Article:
Girls’ Day in 2020: How did the coronavirus pandemic affect one of the most important annual events of CSI-COP Partner ’Association of Hungarian Women in Science’?
Girls’ Day is an international civic initiative aimed at increasing the proportion of girls in STEM and ICT education and, as a consequence, their proportion in technology, science, engineering and ICT careers in the medium and long term. The career guidance program wishes to counteract the impact of limiting gender stereotypes by presenting STEM fields as feasible and attractive career choices for high school and elementary school girls. In order to reach these aims, an interactive open day is held each year on the fourth Thursday of April in several countries around the world. The event is organised exclusively for girls with the involvement of companies, research institutes and educational institutions. Girls’ Day is usually funded by corporate contributions and grant funds, and run by a local NGO dedicated to the topic in each country.
Being the only Hungarian NGO aiming to ensure equal opportunities for women in STEM and ICT, the Association of Hungarian Women in Science (NaTE) undertook the development and implementation of the Hungarian version of Girls’ Day. The event was first organised by NaTE in 2012, so we will celebrate its 10th anniversary next year. In each of the last few years, 60-80 host institutions have received more than 2,000 participants on average, and since 2012, a total of more than 13,500 girls have attended the event.
The implementation has been constantly evolving, and we have been shaping the program based on feedback from participants and host institutions, collected by post-event questionnaire surveys every year. Compared to earlier years, feedback was perhaps even more important to us last year, as in 2020 the coronavirus situation urged us to change the whole format of Girls’ Day. The event was moved to the fall semester and fully implemented online on the 1st October. This was a huge challenge, since on-site presence is the basic concept and live experience is one of the main values of Girls’ Day.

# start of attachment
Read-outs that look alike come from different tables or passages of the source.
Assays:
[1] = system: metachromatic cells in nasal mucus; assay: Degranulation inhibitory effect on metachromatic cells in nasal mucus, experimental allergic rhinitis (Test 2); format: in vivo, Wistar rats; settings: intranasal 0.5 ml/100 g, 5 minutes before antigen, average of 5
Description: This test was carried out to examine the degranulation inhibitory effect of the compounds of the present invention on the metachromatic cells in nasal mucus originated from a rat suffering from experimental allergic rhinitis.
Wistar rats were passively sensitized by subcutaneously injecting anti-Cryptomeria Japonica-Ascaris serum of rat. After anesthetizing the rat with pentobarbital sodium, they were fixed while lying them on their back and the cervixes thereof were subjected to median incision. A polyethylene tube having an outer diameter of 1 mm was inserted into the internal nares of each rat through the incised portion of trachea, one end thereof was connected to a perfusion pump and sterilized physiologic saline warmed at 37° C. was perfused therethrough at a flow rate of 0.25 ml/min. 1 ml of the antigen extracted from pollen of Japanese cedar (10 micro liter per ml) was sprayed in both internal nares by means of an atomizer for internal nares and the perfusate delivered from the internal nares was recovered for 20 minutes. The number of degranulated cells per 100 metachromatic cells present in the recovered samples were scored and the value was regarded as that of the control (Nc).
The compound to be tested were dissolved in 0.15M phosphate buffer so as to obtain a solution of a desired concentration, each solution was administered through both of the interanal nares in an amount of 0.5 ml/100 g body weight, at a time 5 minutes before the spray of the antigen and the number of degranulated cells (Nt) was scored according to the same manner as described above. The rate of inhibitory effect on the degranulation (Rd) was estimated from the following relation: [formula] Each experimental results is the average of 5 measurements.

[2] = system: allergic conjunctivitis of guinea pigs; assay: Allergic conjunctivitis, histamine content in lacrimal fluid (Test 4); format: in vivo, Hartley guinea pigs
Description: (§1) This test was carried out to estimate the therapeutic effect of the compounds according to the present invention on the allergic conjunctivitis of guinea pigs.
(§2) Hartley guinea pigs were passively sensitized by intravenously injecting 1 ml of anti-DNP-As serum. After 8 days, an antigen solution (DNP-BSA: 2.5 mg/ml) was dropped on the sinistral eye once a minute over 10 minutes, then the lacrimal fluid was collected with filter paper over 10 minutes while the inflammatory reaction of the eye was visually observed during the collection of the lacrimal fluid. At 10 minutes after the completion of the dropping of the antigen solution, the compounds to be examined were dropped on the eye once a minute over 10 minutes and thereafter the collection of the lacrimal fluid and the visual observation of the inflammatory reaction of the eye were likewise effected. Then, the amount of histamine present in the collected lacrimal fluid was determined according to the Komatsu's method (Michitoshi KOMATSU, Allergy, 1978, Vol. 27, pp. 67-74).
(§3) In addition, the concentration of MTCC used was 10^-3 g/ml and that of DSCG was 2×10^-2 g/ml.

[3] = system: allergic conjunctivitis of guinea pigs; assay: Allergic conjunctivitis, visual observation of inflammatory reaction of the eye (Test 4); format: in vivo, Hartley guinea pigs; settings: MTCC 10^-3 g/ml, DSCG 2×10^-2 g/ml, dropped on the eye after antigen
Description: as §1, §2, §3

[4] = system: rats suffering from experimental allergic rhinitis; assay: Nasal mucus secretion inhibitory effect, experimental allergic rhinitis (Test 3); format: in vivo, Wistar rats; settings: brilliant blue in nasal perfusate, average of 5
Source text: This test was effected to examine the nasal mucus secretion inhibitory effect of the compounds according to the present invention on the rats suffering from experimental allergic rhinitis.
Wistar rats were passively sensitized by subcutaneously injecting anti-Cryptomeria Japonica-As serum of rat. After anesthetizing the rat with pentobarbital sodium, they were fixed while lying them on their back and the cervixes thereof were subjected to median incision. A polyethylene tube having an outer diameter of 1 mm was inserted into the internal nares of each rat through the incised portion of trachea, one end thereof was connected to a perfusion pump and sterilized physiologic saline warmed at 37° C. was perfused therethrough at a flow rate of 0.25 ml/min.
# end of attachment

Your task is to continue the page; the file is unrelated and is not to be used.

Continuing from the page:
Despite the difficulties, 36 Hungarian host institutions took on the online challenge and 722 girls chose to virtually attend the event amid the COVID-19 pandemic. On-site programs that characterised Girls’ Day in previous years, such as interactive open days at companies, workshop/laboratory visits and face-to-face discussions with the employees of research institutes were replaced by online games and competitions, video messages and conversations with the host institutions’ employees in chat-rooms.
Based on the questionnaires completed by the participants and on our own experiences as organisers, we came to the following conclusions regarding the Girls’ Day held in virtual format:
- On the one hand, the online format makes it possible for girls to apply from anywhere in the country without any physical restrictions (although the lack of digital access might be a problem in some areas).
- On the other hand, the virtual format works as a filter: the girls who attend the online event are primarily those who have a more serious interest in STEM careers in the first place.
- Instead of the lack of enthusiasm on the girls’ part, the lower participation in 2020 was rather the consequence of the fact that many of their teachers did not believe in the success of the format, therefore they failed to encourage students to take part. This means that there is a need for a targeted campaign among educators to convince them that the online format works.
- The host institutions found the online format much more challenging than the participating girls did.
- The speakers from host institutions talked about complex scientific topics in a relatable and passionate way. Their directness and dedication had a big impact on the children. This suggests that conveying the messages of the program can be just as successful online as it usually is face-to-face and the persuasive power of role models is not compromised by the virtual format.
- Despite all uncertainties, the event managed to achieve the targeted impact among the participants.
Unfortunately, we do not yet know whether it will be possible for girls to attend the event in person this year or not. In any case, until we see more clearly what the future holds, we are working on the further adaptation of the program communication to the online format, building on our results from 2020.